Take care of your Liver

The liver serves hundreds of functions within the body. The following is a partial list of some of these functions. Detoxification: A protein called albumin circulates in the blood and binds to medications, toxins and other substances and carries them back to the liver where they can be metabolized by the liver. The liver also breaks down some substances produced in the body that can be harmful in excess including cholesterol, hormones, aldosterone, norepinephrine and insulin. Hormone balance: The liver breaks down excess levels of sex hormones estrogens, progesterone, and testosterone, and binds them with other substances to assist their excretion through the kidneys. The liver also breaks down sex hormone mimickers known as xenoestrogens including dioxin and DDT. Xenoestrogens exert a powerful and dangerous hormonal effect on the body and can be up to 100,000 times stronger than the estrogens produced by the body. Poisonous ammonia, produced from protein break down, is converted into less toxic urea by the liver so that it can eliminated from the body as urine. Kuppfer cells in the liver remove bacteria and other dangerous materials. Cholesterol: The liver synthesizes cholesterol for the production of hormones and vitamin D. Though the liver also breaks down excess cholesterol when working properly. Cholesterol lowering statin drugs work by blocking cholesterol synthesis by the liver. These drugs are well known for damaging the liver though, which could lead to a subsequent rise in cholesterol. Blood sugar control: The liver converts sugars, amino acids and fats into glucose. The liver converts some of this glucose into glycogen and stores the glycogen for future use. When glucose levels drop, the adrenal glands normally release cortisol, which in turn releases the stored glycogen from the liver to help raise glucose levels back to normal. Insulin growth factor, which is involved in maintaining proper blood sugar levels, is also produced in the liver. Energy: Stored glycogen serves as emergency fuel in times of crisis. During emergency situations cortisol is released raising glucose levels to give the body, especially the muscles, extra energy. The liver also converts some proteins and sugars into fats, which serve as an additional fuel source for the body. Vitamin and mineral storage: The liver stores copper, and stores iron in the form of ferretin. The fat soluble vitamins A, D, E, and K are stored in the liver as well as the water soluble folate, and vitamin B12. Digestion: The liver assists in the breakdown of foods and many medications so they can be used by the body. Bile is produced in the liver and stored in the gallbladder for use in the digestion of fats. Blood clotting: The liver helps regulate blood clotting through the production of various clotting factors. Immunity: The liver plays a role in immunity by producing antibodies. Healing: The liver synthesizes some amino acids and regulates their levels in the blood. Amino acids are required for growth and repair of tissues, and for the production of neurotransmitters and hormones. Complement proteins are produced by the liver, which are involved in the regulation of the inflammatory process. Inflammation is a necessary part of healing because inflammatory prostaglandins help increase blood flow to injured areas. This helps speed healing by increasing oxygen and nutrient levels to the injured area. The liver also produces growth hormones, especially insulin growth factor (IGF) and epidural growth factor (EGF). Fluid regulation: A plasma protein produced by the liver, known as albumin, helps maintain the pressure between intracellular and extracellular fluid. Cell recycling: The liver breaks down old cells and antibodies that need to be removed from the body and recycles some of these cellular materials for the production of new cells, hormones, and other substances required by the body.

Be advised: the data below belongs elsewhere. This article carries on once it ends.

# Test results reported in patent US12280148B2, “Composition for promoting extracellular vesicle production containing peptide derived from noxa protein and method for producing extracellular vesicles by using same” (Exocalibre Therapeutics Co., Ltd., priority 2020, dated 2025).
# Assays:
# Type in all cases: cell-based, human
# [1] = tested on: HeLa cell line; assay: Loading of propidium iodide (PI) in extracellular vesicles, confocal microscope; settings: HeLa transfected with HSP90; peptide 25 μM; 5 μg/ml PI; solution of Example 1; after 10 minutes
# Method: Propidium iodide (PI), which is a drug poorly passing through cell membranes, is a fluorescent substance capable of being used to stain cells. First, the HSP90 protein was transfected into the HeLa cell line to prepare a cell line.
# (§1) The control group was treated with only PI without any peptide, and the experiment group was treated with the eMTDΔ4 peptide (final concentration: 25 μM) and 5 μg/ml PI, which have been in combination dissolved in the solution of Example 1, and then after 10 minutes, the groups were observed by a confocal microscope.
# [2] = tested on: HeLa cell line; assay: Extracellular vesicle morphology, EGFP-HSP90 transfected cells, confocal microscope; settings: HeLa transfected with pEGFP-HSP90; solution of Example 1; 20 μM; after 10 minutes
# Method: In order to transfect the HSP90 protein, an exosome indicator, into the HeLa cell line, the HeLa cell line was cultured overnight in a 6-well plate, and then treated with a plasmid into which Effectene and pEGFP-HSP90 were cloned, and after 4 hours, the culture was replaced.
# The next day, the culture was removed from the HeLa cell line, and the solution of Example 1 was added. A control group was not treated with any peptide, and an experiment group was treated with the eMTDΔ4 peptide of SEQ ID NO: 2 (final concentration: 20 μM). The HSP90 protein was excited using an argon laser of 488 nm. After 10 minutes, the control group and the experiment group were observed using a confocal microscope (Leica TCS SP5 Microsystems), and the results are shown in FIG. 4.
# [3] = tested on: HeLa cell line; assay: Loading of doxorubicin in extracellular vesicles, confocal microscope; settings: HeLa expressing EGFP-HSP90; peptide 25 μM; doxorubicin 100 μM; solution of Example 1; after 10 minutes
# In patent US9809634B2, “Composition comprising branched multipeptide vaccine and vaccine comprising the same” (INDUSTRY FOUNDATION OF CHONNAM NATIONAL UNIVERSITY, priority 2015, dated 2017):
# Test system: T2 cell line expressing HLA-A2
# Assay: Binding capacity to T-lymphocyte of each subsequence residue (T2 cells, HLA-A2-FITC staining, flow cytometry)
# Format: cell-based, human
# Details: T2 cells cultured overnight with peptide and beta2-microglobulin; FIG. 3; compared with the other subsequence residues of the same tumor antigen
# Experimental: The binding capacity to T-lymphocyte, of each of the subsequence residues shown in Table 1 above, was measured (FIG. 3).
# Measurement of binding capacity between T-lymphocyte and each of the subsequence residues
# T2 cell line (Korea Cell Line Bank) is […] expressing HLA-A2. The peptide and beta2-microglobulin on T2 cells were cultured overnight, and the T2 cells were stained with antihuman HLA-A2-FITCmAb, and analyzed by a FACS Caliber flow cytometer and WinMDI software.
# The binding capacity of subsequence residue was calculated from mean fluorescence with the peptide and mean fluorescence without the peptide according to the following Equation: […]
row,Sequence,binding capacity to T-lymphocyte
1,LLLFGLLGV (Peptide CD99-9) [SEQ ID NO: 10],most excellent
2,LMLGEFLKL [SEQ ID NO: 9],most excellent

These are only some of the many functions of the liver. And with so many functions, disorders of the liver also come with many potential side effects. Side effects of liver dysfunction include long term elevation of liver enzymes, fatigue, itchy skin, anal itching, loss of appetite, muscle weakness, easy bruising from decreased clotting factors, bleeding gums or nose, malabsorption of fats, and foul smelling diarrhea from these fats being expelled in the feces, light colored stools, dark urine, hormone imbalances; which may lead to endometriosis, fibroids, cysts, breast enlargement, shrunken testicles, insomnia, thyroid dysfunction, decreased libido, hair loss etc., spider angiomas, clubbing of the nails or whitening of the nail beds, increased cholesterol levels, peritonitis, varicose veins, decreased detoxification, and alteration in the metabolization of medications or prevention of the medications being metabolized.

More severe liver dysfunction may lead to liver damage, liver enlargement, spleen enlargement from portal hypertension, hardening of the liver or cirrhosis, jaundice, fluid accumulation, vein varices in the stomach and esophagus, which can rupture leading to vomiting of blood, loss of blood through the feces, and possibly shock and death. Excess ammonia levels, or the consumption of high levels of protein, may lead to a condition known as hepatic encephalopathy resulting in mental confusion.

The most common cause of liver dysfunction is hepatitis, which literally means inflammation of the liver. Contrary to popular belief hepatitis is not always caused by hepatitis viruses. Hepatitis may be from other viruses as well including various herpes viruses. In addition bacteria, fungi, and parasites may also cause hepatitis. Many pharmaceutical drugs are known, or believed, to cause chemical induced hepatitis. These drugs include, but are not limited to anti-inflammatories, and other pain relievers, anti-cholesterol drugs, erythromycin, methotrexate, dilantin, isoniazid, nitrofurantoin, methyldopa, baycol, serzone, accutane, duract, lamisil, zithromax, and arava. Hepatitis may result from trauma or autoimmunity as well.